Human Spaces

Spaces designed with the human in mind

Powered by: Biophilic design hub powered by Interface

Case studies

Federal Center South

Federal Center South Building

Benjamin Benschneider

Federal Center South Building

Benjamin Benschneider

Federal Center South Building

Benjamin Benschneider

Federal Center South Building

Benjamin Benschneider

Federal Center South Building

Andrew Buchanan

Federal Center South Building

Benjamin Benschneider

Federal Center South Building

Benjamin Benschneider

We interviewed ZGF Architects about their fantastic Biophilic design of Federal Center South Building 1202 headquarters for the U.S. Army Corps of Engineers (USACE) in Seattle. Here’s what they had to say about the project and their approach:

Federal Center South Building

Benjamin Benschneider

Biophilic design has been integrated into ZGF’s design ethos for decades, starting in healthcare where it was recognized that natural elements aid in the healing process for patients, visitors, and caregivers. Over time, ZGF and the design industry as a whole have recognized the explicit value of biophilia in all building types. Some of our clients have explicitly requested  “biophilic” design elements, but virtually all clients recognize the value of natural elements such as daylight, views to the outdoors and other elements that connect the indoors and outdoors as well as providing cues from the natural world. That said, for some of our projects, there are real limits to how far this strategy can go and a balance must be met between programmatic concerns and the provisions of biophilic design elements for the well-being of the occupant.

Federal Center South Building

Benjamin Benschneider

The design brief for Federal Center South Building 1202 listed 37 specific sustainable design requirements; however, there were opportunities for adaptation. In many ways, we greatly exceeded the requirements, such as achieving LEED Platinum Certification.

There were a number of things driving the incorporation of biophilic design. The building is situated on the banks of the Duwamish River, the central waterway of south Seattle which has suffered for a hundred-year legacy of industrial pollution. Air quality concerns, combined with federal anti-terrorism requirements, led the building design to require less physical connection to the outdoors than we would have ideally included and therefore drove the inclusion of biophilic design elements to the interior.  The central atrium space known as the “commons” brings the outdoors in, as well as reflecting the work of the USACE, restoring the natural habitat of our rivers.

The optimal building form was found to be a U shaped “oxbow” design solution which provides the greatest flexibility for work groups to expand and contract as needed, and allowed for the inclusion of a number of biophilic design elements. The interior environment is bathed in natural daylight through skylights which animate the atrium, bringing in light from both sides of the floor plate and giving almost every work space access to daylight. We recognize that daylight, views to the outdoors, and the use of natural materials and plants not only create a beautiful space, but they can increase the effectiveness of a workspace, in terms of employee wellness, productivity, recruitment, and retention, all of which have important economic benefits to the U.S. Army Corps of Engineers (USACE).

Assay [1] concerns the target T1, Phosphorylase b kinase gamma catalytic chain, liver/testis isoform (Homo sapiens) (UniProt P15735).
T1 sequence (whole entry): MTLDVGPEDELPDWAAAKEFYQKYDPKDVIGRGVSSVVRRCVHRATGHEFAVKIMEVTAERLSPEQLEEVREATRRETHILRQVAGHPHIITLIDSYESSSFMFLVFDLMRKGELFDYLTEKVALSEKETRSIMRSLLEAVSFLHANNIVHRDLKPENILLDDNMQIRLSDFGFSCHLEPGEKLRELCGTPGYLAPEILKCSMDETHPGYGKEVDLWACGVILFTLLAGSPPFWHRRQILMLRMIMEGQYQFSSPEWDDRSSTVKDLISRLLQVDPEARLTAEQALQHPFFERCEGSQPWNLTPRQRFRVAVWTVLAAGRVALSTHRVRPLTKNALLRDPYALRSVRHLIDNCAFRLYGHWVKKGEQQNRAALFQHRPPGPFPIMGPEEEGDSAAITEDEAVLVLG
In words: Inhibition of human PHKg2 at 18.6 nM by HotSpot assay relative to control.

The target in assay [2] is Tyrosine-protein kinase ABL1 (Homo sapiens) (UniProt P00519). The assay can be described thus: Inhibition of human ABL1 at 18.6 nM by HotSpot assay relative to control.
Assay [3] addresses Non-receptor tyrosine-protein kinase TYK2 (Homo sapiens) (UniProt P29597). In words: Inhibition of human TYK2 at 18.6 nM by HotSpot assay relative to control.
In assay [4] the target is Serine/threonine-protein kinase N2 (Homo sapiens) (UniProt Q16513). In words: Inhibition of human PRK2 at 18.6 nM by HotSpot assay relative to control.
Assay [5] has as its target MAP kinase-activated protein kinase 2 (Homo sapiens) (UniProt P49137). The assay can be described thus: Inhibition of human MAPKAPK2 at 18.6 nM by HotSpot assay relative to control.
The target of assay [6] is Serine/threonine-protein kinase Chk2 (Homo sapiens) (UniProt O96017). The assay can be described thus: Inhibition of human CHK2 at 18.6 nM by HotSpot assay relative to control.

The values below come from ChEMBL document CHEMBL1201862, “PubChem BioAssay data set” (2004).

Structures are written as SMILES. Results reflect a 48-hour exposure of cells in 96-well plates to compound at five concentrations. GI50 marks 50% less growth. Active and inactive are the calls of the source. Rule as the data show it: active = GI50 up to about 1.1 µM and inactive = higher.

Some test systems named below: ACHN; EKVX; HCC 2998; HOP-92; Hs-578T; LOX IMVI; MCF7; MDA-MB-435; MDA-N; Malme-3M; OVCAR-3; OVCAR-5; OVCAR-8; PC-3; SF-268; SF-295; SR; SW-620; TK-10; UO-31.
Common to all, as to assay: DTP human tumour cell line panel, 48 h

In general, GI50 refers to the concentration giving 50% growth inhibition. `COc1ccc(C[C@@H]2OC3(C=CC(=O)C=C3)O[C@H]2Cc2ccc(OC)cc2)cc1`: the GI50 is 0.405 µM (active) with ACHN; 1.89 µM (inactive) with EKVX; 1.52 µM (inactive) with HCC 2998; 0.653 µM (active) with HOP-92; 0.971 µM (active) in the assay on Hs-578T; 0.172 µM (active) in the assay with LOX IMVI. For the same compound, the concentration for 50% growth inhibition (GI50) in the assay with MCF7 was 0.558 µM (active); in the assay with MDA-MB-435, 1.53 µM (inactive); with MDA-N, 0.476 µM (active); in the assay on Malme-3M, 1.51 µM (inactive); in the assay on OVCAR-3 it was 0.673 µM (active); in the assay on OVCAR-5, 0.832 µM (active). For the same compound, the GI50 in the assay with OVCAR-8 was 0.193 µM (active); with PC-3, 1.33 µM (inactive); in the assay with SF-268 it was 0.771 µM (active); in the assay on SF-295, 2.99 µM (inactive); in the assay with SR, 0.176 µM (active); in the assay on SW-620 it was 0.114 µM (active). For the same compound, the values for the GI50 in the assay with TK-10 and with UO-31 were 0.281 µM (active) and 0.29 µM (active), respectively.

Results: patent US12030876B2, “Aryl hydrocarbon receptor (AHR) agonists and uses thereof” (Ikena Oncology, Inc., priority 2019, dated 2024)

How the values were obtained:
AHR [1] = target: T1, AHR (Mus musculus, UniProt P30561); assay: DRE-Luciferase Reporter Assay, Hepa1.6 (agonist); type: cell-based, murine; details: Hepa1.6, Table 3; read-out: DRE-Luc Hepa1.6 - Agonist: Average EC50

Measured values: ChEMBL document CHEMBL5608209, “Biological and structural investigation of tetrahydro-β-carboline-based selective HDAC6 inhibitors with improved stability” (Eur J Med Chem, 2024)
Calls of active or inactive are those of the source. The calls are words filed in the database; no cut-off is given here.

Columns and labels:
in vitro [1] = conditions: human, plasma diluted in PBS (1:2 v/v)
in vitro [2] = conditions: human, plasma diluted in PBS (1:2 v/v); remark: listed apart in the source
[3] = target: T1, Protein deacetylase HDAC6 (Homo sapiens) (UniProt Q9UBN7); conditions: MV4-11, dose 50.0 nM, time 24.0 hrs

Federal Center South Building

Benjamin Benschneider

Fortuitously the existing 1920s warehouse that previously stood on the site was constructed of old-growth heavy timber. Approximately 200,000 board feet of salvageable structural timber and 100,000 board feet of decking was reclaimed to form the building’s foundation, structural system and the interior cladding of the commons.

The overall organization of the building has been extremely successful in terms of creating a high-performance workplace. According to Olton Swanson, Deputy District Engineer, U.S. Army Corps of Engineers, Seattle District, “This is an absolute phenomenal facility. What I like best about the building is the openness and seeing people kind of on a professional level and a personal level. Spending time interacting, you don’t have to seek each other out. Just the act of walking from one office to another, you are interacting with lots of folks.” The commons centralizes conference rooms and other shared amenities encouraging interaction among USACE’s departments as well as a more efficient use of resources. The commons has also helped to achieve the project’s energy goals, both in enabling a compact form that decreases excessive solar gain and reduces envelope area, but also in integrating passive features that reduce energy consumption.

Overall Federal Center South Building 1202 is seen as a model to be followed, both in process and outcome. While design solutions should not be replicated in part and parcel, certain qualities of the project, such as access to daylight, creating spaces that provide a sense of community, incorporating a material palette rich in natural materials as well as including nature within the built space are all biophilic elements that will translate positively into other schemes .